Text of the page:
Philadelphia cruises to Super Bowl after another San Francisco QB goes down
Miles Sanders rushed for 2 TDs and Jalen Hurts passed for 121 yards and rushed for a TD as the top-seeded Eagles advanced to their first Super Bowl in 5 years.
Haason Reddick delivered the biggest blow, and the rest of the Philadelphia Eagles teamed up to finish off the visiting San Francisco 49ers.
Reddick effectively neutered the 49ers' offensive game plan with his hit on San Francisco quarterback Brock Purdy to set the tone early during an easy 31-7 victory in the NFC Championship Game on Sunday to propel Philadelphia into the Super Bowl.
Reddick had two sacks, one forced fumble and one fumble recovery, but his blow on Purdy's right arm eight minutes into the contest caused the rookie to miss substantial time and later prevented him from being able to throw downfield passes.
"My arm felt like it stretched out, just felt like really shocks all over from my elbow down to my wrist," Purdy said. "Just pain all over."
Purdy will undergo an MRI exam while sixth-year pro Reddick will be preparing for his first Super Bowl on Feb. 12. He had a career-high 16 sacks in the regular season in his first season with the Eagles and added 3.5 more in his first two career postseason games.
"It means everything to me," Reddick said of reaching his first Super Bowl. "It took me a long time to get to the playoffs. ... This team, the things we've been through, the way we played to get to this point, I can't explain it. It's been a heck of a journey."
Miles Sanders rushed for two touchdowns and Jalen Hurts passed for 121 yards and rushed for a touchdown as the top-seeded Eagles advanced to their first Super Bowl in five years and fourth overall. Boston Scott tacked on a rushing score in a game Philadelphia controlled throughout.
"We worked really hard to have this opportunity," Hurts said of reaching the big game in Glendale, Ariz. "The job ain't done."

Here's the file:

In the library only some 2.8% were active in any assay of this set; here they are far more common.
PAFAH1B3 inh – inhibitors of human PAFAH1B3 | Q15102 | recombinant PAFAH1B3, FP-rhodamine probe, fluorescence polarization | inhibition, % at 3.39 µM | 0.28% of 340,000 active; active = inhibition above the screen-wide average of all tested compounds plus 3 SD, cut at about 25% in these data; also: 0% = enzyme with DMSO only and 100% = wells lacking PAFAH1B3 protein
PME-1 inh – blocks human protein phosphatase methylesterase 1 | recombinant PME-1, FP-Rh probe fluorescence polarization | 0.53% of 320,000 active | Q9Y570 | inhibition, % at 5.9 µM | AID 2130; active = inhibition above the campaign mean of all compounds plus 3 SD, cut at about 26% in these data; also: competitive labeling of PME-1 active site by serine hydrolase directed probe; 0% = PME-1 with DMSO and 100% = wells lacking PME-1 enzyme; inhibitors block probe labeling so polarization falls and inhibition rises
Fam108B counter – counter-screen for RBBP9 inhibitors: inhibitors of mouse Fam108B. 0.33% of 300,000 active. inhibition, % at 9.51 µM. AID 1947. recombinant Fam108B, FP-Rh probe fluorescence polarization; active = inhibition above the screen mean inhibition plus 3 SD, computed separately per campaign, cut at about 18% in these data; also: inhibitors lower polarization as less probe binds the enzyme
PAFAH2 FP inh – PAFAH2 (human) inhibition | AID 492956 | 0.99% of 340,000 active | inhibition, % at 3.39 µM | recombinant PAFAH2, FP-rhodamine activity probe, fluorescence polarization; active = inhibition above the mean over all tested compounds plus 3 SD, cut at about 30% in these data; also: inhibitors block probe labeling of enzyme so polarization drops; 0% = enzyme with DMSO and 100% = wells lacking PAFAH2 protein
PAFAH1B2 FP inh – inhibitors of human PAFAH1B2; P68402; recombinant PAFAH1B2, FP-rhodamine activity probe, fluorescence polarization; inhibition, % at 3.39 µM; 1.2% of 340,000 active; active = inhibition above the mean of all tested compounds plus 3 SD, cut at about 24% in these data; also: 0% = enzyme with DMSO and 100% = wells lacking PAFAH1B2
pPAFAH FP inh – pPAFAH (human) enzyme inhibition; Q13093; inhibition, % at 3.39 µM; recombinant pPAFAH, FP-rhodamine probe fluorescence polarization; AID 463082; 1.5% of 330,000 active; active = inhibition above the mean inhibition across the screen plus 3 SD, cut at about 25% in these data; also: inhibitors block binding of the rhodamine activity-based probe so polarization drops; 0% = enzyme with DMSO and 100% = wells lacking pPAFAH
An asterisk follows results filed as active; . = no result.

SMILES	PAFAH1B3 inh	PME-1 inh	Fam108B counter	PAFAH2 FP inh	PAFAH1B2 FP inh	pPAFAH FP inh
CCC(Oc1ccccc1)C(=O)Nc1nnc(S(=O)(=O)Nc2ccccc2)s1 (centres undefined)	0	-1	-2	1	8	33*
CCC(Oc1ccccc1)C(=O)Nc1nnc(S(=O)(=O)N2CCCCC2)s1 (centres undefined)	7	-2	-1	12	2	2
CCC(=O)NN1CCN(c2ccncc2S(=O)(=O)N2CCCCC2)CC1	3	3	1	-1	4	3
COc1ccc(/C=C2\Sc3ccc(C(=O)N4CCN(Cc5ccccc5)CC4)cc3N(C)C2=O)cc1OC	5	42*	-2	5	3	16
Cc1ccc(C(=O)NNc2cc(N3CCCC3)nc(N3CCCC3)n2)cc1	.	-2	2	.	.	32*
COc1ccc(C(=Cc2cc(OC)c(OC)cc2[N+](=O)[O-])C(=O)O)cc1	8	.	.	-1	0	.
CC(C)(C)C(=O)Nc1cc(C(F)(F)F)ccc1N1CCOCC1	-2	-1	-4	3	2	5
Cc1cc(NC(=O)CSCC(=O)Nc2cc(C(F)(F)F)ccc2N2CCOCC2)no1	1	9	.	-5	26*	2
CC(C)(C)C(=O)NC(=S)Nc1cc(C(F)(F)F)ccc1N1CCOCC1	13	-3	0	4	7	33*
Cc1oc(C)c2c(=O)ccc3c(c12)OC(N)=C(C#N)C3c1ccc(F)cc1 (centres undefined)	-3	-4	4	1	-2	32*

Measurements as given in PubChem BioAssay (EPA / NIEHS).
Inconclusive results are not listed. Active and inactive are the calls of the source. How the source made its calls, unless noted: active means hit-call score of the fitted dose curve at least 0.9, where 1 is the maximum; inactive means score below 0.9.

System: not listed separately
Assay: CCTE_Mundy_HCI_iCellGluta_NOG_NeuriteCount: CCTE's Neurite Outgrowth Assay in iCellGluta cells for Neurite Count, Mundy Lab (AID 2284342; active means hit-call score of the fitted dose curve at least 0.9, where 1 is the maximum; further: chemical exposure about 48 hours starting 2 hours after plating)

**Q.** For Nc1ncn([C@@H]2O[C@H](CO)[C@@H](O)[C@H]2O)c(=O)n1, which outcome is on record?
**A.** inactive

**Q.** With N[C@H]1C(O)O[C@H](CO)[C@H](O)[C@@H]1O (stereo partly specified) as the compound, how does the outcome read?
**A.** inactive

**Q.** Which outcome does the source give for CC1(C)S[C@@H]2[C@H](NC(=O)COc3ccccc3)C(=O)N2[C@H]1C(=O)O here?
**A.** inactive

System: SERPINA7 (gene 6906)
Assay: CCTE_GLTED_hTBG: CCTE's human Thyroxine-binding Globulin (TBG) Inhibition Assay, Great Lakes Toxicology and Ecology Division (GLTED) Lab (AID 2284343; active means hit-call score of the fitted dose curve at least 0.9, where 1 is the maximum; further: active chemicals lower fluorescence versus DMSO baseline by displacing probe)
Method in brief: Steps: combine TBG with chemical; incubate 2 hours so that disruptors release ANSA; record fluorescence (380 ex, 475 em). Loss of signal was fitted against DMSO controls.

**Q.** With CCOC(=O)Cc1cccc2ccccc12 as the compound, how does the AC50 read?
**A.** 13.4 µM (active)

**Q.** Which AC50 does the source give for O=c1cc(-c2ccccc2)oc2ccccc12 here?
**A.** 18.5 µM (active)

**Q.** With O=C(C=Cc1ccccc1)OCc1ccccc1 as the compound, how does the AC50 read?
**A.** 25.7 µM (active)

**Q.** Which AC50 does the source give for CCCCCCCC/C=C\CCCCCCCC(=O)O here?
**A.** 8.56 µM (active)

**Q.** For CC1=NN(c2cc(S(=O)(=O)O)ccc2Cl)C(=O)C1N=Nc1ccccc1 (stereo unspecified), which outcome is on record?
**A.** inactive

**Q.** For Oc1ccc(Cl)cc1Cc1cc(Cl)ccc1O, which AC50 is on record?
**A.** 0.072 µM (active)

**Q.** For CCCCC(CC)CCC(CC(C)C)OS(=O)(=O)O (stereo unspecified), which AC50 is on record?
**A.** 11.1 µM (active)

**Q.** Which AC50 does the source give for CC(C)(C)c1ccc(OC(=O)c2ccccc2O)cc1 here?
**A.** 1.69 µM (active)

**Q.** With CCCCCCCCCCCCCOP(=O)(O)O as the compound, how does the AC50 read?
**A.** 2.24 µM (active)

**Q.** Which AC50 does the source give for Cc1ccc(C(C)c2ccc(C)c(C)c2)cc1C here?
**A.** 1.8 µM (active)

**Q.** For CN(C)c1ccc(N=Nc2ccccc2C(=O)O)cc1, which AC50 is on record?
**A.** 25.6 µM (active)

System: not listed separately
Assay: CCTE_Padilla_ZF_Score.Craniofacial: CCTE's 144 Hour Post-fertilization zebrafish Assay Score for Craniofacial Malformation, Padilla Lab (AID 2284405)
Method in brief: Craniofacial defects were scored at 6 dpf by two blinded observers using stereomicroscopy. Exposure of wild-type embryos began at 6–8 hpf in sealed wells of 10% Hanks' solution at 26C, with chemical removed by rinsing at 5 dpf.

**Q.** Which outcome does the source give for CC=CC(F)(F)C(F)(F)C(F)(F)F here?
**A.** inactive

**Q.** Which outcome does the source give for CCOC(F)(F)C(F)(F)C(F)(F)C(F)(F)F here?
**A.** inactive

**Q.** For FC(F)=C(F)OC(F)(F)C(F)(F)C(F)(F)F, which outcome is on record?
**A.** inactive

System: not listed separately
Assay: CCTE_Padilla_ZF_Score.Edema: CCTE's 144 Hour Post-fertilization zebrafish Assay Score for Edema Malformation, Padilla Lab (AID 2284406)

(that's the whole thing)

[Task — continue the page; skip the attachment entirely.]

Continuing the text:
San Francisco was left without firepower after Purdy -- the 262nd and final pick of the 2022 draft -- injured his throwing elbow. He re-entered the game out of need in the third quarter after backup Josh Johnson sustained a concussion.
Purdy was 4-of-4 passing for 23 yards but threw just two short passes after returning despite the 49ers facing a large deficit. Johnson completed 7 of 13 passes for 74 yards and Christian McCaffrey rushed for 84 yards and one score.
San Francisco had won 12 straight games -- the last seven with Purdy starting -- before committing three turnovers and being outgained 269-164.
"Losing feels awful," 49ers coach Kyle Shanahan said. "This one (hurts) a lot harder. ... I thought we had a chance to knock them off today and we came up short."
Shanahan was disappointed with how the game played out, primarily the bad fortune of Purdy's injury.
"He couldn't throw," Shanahan said. "He wouldn't have gone back in if we hadn't had to. It was that or we were going to have Wildcat."
The Eagles drove 66 yards on 11 plays on their first drive with Sanders ending it with a 6-yard scoring run.
On the sixth play after San Francisco took over, Reddick slammed into Purdy's right arm. The ball slipped out of Purdy's hand and was knocked upfield by his wrist before being recovered by Philadelphia's Linval Joseph at the Eagles 44-yard line.
Johnson took over on San Francisco's next possession when Purdy determined he couldn't throw the ball.
The 49ers tied the game in the second quarter when McCaffrey powered his way to a 23-yard touchdown run.
The Eagles regained the lead when Sanders rumbled through a big hole on a 13-yard run with 1:36 left in the quarter.
On San Francisco's next possession, Johnson took his eyes off a shotgun snap and dropped the ball, and Reddick recovered at the 49ers 30. Three plays later, Scott scored on a 10-yard run to give Philadelphia a 21-7 advantage 16 seconds before halftime.
Early in the third quarter, Johnson threw an incomplete pass and hit his head on the turf after a hit from Philadelphia's Ndamukong Suh. He exited the game. Purdy finished the drive with a handoff and then returned for San Francisco's next offensive drive.
"There's no place like this in the NFL," Philadelphia coach Nick Sirianni said. "It's a hard-working city, a blue-collar city, and we tend to think that is the type of team we have."
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